Odor-fructose associative learning
Experiments for appetitive odor-fructose associative memory (Saumweber et al., 2011; Scherer et al., 2003) were performed using a one-odor, single-training-trial protocol described in Weiglein et al. (2019) (Fig. 1A, left). For example, two custom-made Teflon containers of 5 mm diameter were filled with 10 µl of odor substance (n-amylacetate, AM; CAS: 628-63-7, Merck, Darmstadt, Germany; diluted 1:20 in paraffin oil; CAS: 8042-47-5, AppliChem, Darmstadt, Germany) and closed with lids perforated with 5–10 holes, each of approximately 0.5 mm diameter. These odor containers were located on opposite sides of a Petri dish (9 cm inner diameter; Nr. 82.1472 Sarstedt, Nümbrecht, Germany) filled with 1% agarose solution (electrophoresis grade; CAS: 9012-36-6, Roth, Karlsruhe, Germany) and additionally containing fructose (FRU; 2 M; purity 99%; CAS: 57-48-7 Roth, Karlsruhe, Germany) as a taste reward (+). Cohorts of approximately 30 larvae were placed at the center of the Petri dish and allowed to move about the Petri dish for 2.5 min. Subsequently, they were transferred with a brush to a fresh Petri dish that was filled with plain, tasteless agarose and equipped with two empty Teflon containers (EM). For each cohort trained in such a paired way (paired training; AM+/EM), a second cohort of larvae received the odor unpaired from the fructose reward (unpaired training; EM+/AM). In half of the cases the sequence of events was reversed (EM/AM+, AM/EM+, respectively).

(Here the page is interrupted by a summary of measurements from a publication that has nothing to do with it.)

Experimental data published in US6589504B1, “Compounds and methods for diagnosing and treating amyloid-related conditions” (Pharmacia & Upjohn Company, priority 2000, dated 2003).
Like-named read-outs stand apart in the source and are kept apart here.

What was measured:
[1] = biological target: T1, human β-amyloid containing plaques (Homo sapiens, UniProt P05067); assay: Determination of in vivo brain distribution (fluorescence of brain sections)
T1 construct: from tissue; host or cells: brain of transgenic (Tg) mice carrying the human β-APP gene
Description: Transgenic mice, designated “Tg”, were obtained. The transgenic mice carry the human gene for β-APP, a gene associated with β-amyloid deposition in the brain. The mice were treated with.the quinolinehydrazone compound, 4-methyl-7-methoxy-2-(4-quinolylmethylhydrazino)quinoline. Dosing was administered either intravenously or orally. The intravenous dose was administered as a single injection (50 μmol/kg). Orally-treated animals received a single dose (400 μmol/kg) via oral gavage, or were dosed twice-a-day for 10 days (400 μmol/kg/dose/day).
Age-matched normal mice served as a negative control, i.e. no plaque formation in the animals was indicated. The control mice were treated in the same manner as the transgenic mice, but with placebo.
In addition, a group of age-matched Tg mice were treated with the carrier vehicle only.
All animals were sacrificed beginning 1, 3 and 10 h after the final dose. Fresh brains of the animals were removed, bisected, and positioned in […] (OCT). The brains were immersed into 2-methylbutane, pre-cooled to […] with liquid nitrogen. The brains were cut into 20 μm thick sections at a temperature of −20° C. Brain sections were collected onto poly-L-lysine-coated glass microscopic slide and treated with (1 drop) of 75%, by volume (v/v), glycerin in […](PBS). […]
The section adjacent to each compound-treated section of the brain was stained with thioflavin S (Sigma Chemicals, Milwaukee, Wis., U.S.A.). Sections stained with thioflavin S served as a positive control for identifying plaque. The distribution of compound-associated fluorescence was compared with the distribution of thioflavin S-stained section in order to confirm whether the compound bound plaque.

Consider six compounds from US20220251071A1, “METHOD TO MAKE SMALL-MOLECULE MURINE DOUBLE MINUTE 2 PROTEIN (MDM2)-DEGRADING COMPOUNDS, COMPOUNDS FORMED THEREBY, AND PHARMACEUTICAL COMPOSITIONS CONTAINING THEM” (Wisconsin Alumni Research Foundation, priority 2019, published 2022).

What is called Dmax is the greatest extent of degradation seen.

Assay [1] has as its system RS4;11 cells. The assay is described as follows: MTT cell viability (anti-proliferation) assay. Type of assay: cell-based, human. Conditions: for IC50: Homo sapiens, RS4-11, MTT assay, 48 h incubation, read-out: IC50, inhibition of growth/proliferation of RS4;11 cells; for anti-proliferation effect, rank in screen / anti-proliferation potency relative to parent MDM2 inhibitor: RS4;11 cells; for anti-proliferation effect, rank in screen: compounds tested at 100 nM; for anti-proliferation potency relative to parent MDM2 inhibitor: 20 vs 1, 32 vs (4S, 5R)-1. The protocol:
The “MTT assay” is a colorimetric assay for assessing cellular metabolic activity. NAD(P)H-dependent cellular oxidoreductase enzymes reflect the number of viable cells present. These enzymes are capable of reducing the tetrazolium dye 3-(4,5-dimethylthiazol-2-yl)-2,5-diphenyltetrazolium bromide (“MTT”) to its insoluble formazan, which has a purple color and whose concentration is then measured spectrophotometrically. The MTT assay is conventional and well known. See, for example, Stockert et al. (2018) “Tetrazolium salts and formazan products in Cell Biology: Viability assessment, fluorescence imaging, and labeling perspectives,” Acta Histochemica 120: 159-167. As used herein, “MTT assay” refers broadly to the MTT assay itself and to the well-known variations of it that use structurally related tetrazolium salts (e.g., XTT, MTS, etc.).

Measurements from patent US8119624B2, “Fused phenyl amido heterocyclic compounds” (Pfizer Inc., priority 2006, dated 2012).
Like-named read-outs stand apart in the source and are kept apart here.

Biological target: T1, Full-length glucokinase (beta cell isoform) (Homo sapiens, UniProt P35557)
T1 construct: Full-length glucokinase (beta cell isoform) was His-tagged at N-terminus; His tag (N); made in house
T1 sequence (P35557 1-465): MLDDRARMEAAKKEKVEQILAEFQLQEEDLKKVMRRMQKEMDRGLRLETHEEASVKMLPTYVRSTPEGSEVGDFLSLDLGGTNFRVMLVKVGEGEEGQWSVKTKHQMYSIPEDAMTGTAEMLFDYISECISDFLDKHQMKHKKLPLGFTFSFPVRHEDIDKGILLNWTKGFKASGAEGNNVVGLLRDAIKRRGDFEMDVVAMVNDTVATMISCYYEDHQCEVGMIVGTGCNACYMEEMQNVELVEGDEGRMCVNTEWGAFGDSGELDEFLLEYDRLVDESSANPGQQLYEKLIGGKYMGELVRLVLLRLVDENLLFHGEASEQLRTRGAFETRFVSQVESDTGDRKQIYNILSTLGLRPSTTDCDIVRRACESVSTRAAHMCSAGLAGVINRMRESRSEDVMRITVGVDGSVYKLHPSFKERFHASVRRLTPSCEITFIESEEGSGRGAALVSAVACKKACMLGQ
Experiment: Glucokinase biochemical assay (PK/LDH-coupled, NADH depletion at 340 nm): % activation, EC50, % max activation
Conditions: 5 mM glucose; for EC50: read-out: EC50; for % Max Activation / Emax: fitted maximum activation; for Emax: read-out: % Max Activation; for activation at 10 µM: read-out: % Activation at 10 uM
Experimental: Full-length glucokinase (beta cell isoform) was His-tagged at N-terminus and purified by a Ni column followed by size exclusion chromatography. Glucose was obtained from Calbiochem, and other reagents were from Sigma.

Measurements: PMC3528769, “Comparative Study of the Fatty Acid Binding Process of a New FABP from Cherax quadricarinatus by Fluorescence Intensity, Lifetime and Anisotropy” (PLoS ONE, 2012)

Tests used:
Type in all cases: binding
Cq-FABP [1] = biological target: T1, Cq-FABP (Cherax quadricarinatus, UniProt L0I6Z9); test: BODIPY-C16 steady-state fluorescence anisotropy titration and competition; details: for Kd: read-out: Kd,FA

Innate odor preference tests
Cohorts of approximately 20–30 experimentally naïve larvae were collected, briefly washed in tap water, and placed onto a Petri dish with an AM container on one side and an EM container on the other side (Fig. 1A, second from left). After 3 min, the odor preference was determined as detailed in Eqn 1.
Innate fructose preference tests
Analyses of locomotion